nuptials
Ashley M. Kizer ’09 and Jason W. Van Norstran were married on August 28, 2009, at Bald River Falls in Tellico Plains, TN. Ashley is working for Molecular Pathology Laboratory.

births

Melissa McAffry Piercy ‘02 and Stefan Piercy ’99 ‘01 announce the birth of their third child, Mason Sharp Piercy, born August 4, 2009. They have a 2-year-old daughter Allison LeeAnn Piercy, born December 17, 2007, and a 6-year-old daughter, Olivia Anne Piercy, born May 21, 2003. Melissa is finishing graduate school at the University of Tennessee in the spring of 2010. Both are teaching and enjoying their family.
memorials

40s
Dr. Lynn B. Smith ’40 of Greeneville, TN, passed away December 11, 2009. Dr. Smith was a dentist. He was a member of Trinity United Methodist Church. A veteran, Dr. Smith served as a medic in the U.S. Navy during World War II. He was also a member of the American Dental Association, the Tennessee Dental Association, the Rotary Club and the Greeneville Dental Society. His survivors include his sons and Tusculum alumni Dr. Kevin Smith ’77 and Dr. Brian Smith ’82.

Juanita Ross Warner ’40 of Greeneville, TN, passed away on December 12, 2009, following an extended illness. While working as a home demonstration agent in Crossville, TN, she met Jack Warner, who was stationed there with the U.S. Army. After their marriage, the couple returned to Greene County to operate the family business, the W. C. Ross Company, which dealt with wholesale commodities for more than 60 years. Mrs. Warner was a member of First Presbyterian Church, where she had served as a ruling elder, teacher and as an active member of the Women’s Association as long as her health permitted. She was a former member and treasurer of the Andrew Johnson Women’s Club.

Bertha Ray Cathrall ’42 of Stratford, NJ, passed away on January 21, 2010. Mrs. Cathrall was a native of Greeneville, TN, and met her husband, Jack Cathrall ’41 at Tusculum College.  She taught home economics for over 20 years at Triton High School in Camden County, NJ. The family has asked that contributions be made in Mrs. Cathrall’s memory to the Dixon Andrew Cathrall Memorial Scholarship Fund at Tusculum College, P.O. Box 5040, Greeneville, TN 37743. The couple had established the scholarship in memory of their son, a 1977 graduate of Tusculum.

Peter Rossi ’42 of Richmond, IN, passed away on June 18, 2009. In notifying the College of his death, his wife of 68-years Jean Thonas Rossi ’44 wrote, “We both loved Tusculum. We thank you for bringing us together.” Mr. Rossi was a retired banking industry executive.

Arland O. Honeycutt ’43 of Rockford, IL, passed away October 18, 2009. Mr. Honeycutt was a precision tool grinder and engineer for Barber Coleman. He was a veteran, having served in the U.S. Air Force during World War II as a co-pilot on a B24 plane. He participated in several missions over Italy, Austria and other countries in the European Theatre of the war. His survivors include his sister and Tusculum alumna Helen Honeycutt Hartman ’59 and his niece Susan Hartman ’74.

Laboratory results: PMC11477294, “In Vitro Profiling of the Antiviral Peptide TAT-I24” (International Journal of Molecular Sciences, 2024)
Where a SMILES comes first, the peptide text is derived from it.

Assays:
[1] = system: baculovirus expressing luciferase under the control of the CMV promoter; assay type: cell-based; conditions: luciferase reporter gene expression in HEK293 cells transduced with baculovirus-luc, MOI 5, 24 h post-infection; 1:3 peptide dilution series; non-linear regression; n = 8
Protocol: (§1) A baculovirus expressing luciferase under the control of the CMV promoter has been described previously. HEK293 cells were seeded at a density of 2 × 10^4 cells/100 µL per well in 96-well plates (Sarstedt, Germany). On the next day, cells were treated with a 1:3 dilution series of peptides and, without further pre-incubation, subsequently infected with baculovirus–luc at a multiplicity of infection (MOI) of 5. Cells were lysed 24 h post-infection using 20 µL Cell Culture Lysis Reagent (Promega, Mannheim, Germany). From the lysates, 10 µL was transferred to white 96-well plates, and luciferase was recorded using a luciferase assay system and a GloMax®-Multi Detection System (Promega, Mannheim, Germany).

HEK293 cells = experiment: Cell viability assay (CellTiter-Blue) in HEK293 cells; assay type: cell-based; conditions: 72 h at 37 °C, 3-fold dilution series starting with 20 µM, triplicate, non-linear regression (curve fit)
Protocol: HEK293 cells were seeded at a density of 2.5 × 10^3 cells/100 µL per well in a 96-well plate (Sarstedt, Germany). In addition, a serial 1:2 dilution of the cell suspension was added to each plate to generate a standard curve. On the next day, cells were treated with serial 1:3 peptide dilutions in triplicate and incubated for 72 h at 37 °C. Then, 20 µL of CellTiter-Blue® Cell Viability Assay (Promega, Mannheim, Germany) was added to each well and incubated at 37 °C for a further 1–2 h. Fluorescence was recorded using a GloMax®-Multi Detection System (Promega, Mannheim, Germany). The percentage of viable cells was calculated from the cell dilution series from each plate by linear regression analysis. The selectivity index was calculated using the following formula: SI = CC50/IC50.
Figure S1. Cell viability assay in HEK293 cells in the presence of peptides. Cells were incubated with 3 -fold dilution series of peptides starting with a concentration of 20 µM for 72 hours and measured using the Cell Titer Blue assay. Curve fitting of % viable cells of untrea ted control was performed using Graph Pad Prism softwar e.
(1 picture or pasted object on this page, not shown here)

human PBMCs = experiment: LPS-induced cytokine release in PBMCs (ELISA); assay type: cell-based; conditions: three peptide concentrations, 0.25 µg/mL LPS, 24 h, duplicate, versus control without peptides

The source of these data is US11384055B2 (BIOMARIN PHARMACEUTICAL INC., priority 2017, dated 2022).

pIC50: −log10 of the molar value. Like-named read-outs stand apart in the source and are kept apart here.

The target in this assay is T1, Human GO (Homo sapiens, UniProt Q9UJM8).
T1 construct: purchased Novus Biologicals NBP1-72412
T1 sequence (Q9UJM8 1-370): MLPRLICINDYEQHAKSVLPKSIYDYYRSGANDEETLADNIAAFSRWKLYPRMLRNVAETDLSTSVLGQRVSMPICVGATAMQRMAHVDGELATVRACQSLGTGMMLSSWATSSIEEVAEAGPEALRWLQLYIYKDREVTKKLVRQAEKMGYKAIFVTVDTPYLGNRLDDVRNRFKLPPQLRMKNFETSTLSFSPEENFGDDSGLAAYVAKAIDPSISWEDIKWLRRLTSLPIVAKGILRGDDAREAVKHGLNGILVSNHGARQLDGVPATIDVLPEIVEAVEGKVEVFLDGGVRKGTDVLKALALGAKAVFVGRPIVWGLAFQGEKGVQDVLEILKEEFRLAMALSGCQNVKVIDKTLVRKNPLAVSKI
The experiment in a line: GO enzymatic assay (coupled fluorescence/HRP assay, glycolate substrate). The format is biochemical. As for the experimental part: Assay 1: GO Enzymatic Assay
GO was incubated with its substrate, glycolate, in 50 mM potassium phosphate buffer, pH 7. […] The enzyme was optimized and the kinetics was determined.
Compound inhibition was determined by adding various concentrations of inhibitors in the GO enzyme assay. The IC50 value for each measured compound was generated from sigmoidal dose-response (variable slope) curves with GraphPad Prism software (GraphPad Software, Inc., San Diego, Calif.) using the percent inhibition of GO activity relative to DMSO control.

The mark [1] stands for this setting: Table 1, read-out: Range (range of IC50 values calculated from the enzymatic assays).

Mary Alice Dickson Browder ’47 of Kingsport, TN, passed away November 17, 2009 after a short period of declining health. Mrs. Browder was a retired math teacher from Sullivan South High School. Her survivors include her sister and Tusculum alumna Dorothy Dickson Hawk ’48.

Dr. Marjorie Nelle Hyder Cardwell ’48 of Elizabethton, TN, passed away on December 26, 2009, after a brief illness.  Dr. Cardwell is remembered by family and friends as a dedicated servant to God, the poor and the weak as well as a loving mother and wife. Although she held many degrees, Dr. Cardwell considered her most notable education was through her developmentally disabled son, Robbie. She taught speech and hearing in the Elizabethton City Schools for several years while starting classes for the mentally handicapped. In 1969, she combined her passion as an advocate for people with developmental disabilities with her career as she went to work at the state-operated Greene Valley Development Center. Dr. Cardwell served as superintendent of Greene Valley for several years as well as serving as superintendent of Clover Bottom Developmental Center. After she had retired, she was asked to return to state service as Assistant Commissioner and later as Commissioner of Mental Health and Mental Retardation. She was known statewide as a crusader, advocating for all people regardless of how differently-abled or their status in society. Dr. Cardwell had a strong faith, and was guided by her favorite Bible verse, Matthew 25:40, “Inasmuch as ye have done it unto the least of these my brethren, ye have done it unto me.” She taught Sunday School for decades at the First Baptist Church of Elizabethton. She was active in the Association for Retarded Citizens (ARC), Holston Methodist Home for Children, the Carter County-Elizabethton Library Association, the Southern Baptist Convention, Watauga Association, Hale Community Ministries, along with many organizations that benefited people of all walks of life.

Donald A. Maxwell ’48 of Kingsport, TN, passed away on September 26, 2009. He was retired from Eastman Chemical Company after 36 years of service as a chemist. Mr. Maxwell was a longtime member of Bethany Presbyterian Church and the Warrior’s Path Volunteer Fire Department. A veteran, he served in the U.S. Army Air Corps as a radio operator and mechanic for three years. He was awarded the American Service Medal, the Good Conduct Medal and the World War II Victory Medal.  His survivors include his wife of 58 years and Tusculum alumna Mary Louise Jordan Maxwell ’50.